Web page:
the Wilsons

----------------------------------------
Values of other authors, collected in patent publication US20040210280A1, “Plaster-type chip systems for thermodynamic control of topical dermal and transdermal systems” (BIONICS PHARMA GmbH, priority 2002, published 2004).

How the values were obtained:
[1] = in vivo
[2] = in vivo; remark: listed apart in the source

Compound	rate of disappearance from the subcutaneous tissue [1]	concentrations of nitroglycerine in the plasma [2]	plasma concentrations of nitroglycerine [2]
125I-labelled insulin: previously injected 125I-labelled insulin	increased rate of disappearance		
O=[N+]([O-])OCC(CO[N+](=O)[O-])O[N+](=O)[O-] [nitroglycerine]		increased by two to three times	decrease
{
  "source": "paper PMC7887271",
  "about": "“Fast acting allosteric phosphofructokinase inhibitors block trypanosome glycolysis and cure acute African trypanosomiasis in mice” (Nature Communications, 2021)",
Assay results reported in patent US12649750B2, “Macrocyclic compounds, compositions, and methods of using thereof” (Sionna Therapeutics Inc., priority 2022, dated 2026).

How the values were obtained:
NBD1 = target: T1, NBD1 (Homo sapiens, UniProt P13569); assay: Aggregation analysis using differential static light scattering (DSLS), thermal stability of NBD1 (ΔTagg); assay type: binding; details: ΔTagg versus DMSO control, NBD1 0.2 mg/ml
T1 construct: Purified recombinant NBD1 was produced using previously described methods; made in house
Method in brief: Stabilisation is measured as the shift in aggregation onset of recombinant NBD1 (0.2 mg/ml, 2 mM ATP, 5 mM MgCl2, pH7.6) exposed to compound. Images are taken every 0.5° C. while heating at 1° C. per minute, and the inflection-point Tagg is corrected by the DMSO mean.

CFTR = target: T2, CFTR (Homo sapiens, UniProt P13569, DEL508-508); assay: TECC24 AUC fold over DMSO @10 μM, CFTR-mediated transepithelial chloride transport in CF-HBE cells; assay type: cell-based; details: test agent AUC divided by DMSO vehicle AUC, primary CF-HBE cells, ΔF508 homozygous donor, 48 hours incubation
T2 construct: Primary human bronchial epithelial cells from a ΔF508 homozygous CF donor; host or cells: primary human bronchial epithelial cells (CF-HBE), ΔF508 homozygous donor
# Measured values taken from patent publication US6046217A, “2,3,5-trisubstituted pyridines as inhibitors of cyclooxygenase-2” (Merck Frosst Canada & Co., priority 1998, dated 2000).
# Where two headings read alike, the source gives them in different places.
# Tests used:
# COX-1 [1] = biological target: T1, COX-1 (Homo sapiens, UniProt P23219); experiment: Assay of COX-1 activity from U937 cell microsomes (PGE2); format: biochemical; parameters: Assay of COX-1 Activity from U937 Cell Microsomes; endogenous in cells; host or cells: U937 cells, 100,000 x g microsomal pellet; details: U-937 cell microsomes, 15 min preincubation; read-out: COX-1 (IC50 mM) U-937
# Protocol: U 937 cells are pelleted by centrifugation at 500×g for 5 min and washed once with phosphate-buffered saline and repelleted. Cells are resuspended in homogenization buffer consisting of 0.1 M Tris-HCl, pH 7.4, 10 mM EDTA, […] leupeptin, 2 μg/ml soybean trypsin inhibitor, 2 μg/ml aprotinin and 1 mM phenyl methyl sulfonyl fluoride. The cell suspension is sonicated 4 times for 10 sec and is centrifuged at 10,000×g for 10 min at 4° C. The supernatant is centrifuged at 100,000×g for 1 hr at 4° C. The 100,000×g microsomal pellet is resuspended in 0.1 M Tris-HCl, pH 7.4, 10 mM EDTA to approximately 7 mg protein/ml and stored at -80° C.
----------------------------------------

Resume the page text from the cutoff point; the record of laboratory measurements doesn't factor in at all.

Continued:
The property now belonged to the Wilsons through the marriage of Miss Jacob to Mr. Wilson. During the 1798 rebellion a "Mr. Wilson" is associated with the castle on the Valentine Gill map published later. But Ulysses Jacob lived until 1813, so the castle was probably run by Mr (Michael?) Wilson by then. We think Mary and Michael's son was John Wilson. The Jacobs book in 1875 says he 'alienated most of the property, and now lives (maybe up to his death in 1869) in the half-ruined house, adjoining the old tower of Sigginstown Castle.' If this is true, then the house was well into decline 75 years after the rebellion. This coincides with research that by 1853 John Wilson had sold 2/3 of the land, with a further sale in 1880. From “Treasures of Tacumshane” there is reference in the early 19th century a family by the name of Heron were said to have lived at the castle. Apparently they had five children, all of whom died very young. (We have found no record yet of this family, and would be interested to hear of any documents). In 1840 for the OSI survey the castle was described as being in "good preservation and much used as a store by a farmer whose house is built against it." From the 1853 Griffith’s Valuation record and Map: John Wilson listed in Sigginstown and owns most of the property including land across the street and Sigginstown Island. The Wilson lands included the corn mill marked on the original Down Survey map as part of the Siggins holdings. The mill was converted in the late 20th century and the mill works and water course are now gone. There are a few more John Wilsons and children, but by the late 1800s the castle is definitely in decline or ruined. It is unclear who the last resident of the actual castle is. By the 1901 Census James and Fannie (Furlong) Wilson are listed as living in House 7 with five children and are Roman Catholic. This house is down the lane from the castle and may be the house noted on the Down Survey along with the mill. In common local memory, all the Wilsons live in that house, not the castle. The Wilsons marry into the Pierce family, and the property is passed down to Richard Pierce, who sold us the castle in 2016